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Ashaig Records ASHCD001 

This is a fascinating recording, combining a singing style firmly (and very well) rooted in the Gaelic tradition with a string quartet accompaniment. If that sounds unusual, bear with me a while, because the combination works remarkably well. This is due to the versatility and sensitivity of that accompaniment, which weaves around the songs, which are mainly traditional and are largely sung in a style handed down the generations, albeit with adaptations to blend with the music. Meanwhile, the accompaniment moves around from chamber style to trad folk to contemporary, and beyond.

The interesting thing for me is that the song and the musical input seem to each stand on their own ground, without fusing. This is not a criticism; both singer and quartet are immensely talented and doing a very good job. What we seem to have here is a situation where you’re effectively listening to two entities, each feeding their own side of the story into your head simultaneously. Neither seems to obstruct your enjoyment of the other, and the result is a seamless mood transition from tension to light-heartedness as the songs tell their stories.

Deirdre’s singing is always assured and has a rare clarity; she makes you hear songs in a different way. I particularly enjoyed Mairead Nan Cuiread – a fresh take on the waulking song – and the building of mood in Moch an-Diugh a Rinn Mi Èirigh is most effective, due as much to the four musicians as to the singer. And the concluding, modern sounding Uamh An Òir – gorgeous.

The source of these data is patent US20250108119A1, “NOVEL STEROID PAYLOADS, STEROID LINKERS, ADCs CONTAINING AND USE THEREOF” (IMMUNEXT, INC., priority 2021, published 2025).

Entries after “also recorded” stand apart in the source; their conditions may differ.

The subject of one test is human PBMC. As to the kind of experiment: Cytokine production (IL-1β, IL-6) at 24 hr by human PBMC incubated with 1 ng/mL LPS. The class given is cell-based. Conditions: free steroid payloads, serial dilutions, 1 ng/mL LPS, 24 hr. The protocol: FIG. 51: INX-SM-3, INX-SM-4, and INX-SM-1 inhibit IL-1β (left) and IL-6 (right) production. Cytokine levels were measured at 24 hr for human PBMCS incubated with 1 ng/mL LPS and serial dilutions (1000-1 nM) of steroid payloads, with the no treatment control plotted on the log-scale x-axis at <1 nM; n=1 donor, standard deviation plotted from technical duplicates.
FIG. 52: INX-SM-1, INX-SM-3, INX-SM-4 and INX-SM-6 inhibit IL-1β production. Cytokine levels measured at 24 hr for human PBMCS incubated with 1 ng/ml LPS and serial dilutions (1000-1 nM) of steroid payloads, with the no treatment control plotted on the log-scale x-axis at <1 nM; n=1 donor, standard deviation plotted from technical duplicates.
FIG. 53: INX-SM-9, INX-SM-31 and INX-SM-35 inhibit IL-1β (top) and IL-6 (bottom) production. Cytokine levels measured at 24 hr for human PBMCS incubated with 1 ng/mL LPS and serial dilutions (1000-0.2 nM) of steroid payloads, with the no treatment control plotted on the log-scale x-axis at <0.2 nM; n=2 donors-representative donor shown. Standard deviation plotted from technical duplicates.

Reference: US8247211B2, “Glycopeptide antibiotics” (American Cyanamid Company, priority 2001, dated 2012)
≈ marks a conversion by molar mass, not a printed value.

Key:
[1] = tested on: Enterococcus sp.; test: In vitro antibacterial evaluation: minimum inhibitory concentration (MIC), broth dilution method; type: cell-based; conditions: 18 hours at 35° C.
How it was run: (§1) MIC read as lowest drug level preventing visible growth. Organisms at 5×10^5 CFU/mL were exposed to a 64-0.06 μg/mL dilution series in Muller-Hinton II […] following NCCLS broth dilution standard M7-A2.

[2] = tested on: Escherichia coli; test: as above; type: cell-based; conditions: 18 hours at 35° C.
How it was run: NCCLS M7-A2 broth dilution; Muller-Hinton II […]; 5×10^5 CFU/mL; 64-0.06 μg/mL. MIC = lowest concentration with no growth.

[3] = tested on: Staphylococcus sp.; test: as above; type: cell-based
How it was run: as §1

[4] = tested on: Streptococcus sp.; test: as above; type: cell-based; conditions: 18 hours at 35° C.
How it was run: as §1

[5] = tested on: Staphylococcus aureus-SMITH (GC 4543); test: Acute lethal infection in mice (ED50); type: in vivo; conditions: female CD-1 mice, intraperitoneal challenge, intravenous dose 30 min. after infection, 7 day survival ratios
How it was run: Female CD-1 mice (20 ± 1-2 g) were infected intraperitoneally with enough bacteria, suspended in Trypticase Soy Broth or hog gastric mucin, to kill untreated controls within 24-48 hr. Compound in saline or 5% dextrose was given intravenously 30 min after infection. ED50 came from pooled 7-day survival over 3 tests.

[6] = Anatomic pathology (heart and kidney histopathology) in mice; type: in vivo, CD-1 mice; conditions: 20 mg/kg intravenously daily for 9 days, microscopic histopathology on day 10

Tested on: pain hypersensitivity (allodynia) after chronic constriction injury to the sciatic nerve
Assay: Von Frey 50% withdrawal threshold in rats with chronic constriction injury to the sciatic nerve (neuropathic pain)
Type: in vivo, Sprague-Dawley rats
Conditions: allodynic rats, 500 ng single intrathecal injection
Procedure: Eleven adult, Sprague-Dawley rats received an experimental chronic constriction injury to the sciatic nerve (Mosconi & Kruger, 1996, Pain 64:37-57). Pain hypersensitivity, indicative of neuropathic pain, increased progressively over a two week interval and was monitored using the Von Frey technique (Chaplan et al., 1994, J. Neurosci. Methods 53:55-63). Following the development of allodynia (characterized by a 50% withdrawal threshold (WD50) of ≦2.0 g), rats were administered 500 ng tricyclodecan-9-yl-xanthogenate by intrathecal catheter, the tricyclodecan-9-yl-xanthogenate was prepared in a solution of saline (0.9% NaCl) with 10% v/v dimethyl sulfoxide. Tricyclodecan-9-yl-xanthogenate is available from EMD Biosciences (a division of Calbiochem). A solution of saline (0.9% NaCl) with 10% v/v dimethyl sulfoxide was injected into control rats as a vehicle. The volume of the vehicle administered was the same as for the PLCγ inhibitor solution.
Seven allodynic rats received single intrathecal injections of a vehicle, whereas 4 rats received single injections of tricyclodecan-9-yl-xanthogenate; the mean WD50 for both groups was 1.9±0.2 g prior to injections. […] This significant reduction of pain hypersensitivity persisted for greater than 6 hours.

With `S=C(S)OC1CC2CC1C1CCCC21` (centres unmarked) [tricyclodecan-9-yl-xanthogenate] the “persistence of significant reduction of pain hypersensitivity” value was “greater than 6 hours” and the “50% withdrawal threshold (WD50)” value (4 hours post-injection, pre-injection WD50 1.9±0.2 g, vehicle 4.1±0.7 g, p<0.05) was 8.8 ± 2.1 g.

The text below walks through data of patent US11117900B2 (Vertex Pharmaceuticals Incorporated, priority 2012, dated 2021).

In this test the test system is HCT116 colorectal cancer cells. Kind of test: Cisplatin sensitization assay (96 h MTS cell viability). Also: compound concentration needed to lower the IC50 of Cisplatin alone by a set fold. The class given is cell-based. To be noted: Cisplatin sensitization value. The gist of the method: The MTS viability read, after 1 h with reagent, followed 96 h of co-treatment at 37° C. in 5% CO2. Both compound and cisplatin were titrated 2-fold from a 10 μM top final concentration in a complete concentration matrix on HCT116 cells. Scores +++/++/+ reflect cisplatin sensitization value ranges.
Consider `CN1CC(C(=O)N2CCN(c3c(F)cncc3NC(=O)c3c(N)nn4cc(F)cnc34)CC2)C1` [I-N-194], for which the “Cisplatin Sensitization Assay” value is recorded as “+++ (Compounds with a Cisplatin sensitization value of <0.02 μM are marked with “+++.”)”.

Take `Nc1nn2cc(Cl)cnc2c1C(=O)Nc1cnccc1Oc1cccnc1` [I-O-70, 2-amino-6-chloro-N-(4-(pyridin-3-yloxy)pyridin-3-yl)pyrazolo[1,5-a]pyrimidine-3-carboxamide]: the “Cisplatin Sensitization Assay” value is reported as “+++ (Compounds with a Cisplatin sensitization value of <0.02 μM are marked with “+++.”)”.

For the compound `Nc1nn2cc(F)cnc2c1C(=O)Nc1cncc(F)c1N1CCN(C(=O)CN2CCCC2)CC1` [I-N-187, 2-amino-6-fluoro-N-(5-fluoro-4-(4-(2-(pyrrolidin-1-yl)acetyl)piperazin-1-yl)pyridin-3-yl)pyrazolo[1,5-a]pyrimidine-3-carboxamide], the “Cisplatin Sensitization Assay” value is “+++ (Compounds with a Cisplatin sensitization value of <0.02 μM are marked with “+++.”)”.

Just one gripe, which I’ve expressed before in these pages: why can’t people include song information and background with the CD? I realise there’s a cost to a separate insert, but there’s a loss of value to the listener, especially with a recording like this, where someone like me, with very little (in my case) or no Gaelic would get so much more out of the experience.

Rant over. I really enjoyed this CD, and will be playing it for my own pleasure into the foreseeable future.

John Waltham


This review appeared in Issue 137 of The Living Tradition magazine